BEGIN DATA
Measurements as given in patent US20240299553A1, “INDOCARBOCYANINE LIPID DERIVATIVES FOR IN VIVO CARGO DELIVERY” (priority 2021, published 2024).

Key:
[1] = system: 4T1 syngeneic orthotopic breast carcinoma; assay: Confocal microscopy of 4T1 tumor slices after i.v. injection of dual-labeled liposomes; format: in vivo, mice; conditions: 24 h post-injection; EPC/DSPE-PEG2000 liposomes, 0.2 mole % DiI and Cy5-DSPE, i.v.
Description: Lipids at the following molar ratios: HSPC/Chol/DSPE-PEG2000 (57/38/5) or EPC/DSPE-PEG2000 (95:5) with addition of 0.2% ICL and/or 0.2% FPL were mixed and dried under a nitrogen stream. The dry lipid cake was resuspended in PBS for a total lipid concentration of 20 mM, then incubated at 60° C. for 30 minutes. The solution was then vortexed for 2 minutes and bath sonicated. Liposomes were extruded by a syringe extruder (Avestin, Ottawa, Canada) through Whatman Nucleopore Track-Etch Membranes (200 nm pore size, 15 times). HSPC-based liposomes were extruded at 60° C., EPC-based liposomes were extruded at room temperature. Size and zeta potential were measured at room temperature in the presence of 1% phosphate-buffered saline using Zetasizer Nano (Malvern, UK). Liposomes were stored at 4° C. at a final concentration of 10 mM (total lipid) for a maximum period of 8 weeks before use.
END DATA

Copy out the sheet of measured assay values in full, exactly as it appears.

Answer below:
Measurements as given in patent US20240299553A1, “INDOCARBOCYANINE LIPID DERIVATIVES FOR IN VIVO CARGO DELIVERY” (priority 2021, published 2024).

Key:
[1] = system: 4T1 syngeneic orthotopic breast carcinoma; assay: Confocal microscopy of 4T1 tumor slices after i.v. injection of dual-labeled liposomes; format: in vivo, mice; conditions: 24 h post-injection; EPC/DSPE-PEG2000 liposomes, 0.2 mole % DiI and Cy5-DSPE, i.v.
Description: Lipids at the following molar ratios: HSPC/Chol/DSPE-PEG2000 (57/38/5) or EPC/DSPE-PEG2000 (95:5) with addition of 0.2% ICL and/or 0.2% FPL were mixed and dried under a nitrogen stream. The dry lipid cake was resuspended in PBS for a total lipid concentration of 20 mM, then incubated at 60° C. for 30 minutes. The solution was then vortexed for 2 minutes and bath sonicated. Liposomes were extruded by a syringe extruder (Avestin, Ottawa, Canada) through Whatman Nucleopore Track-Etch Membranes (200 nm pore size, 15 times). HSPC-based liposomes were extruded at 60° C., EPC-based liposomes were extruded at room temperature. Size and zeta potential were measured at room temperature in the presence of 1% phosphate-buffered saline using Zetasizer Nano (Malvern, UK). Liposomes were stored at 4° C. at a final concentration of 10 mM (total lipid) for a maximum period of 8 weeks before use.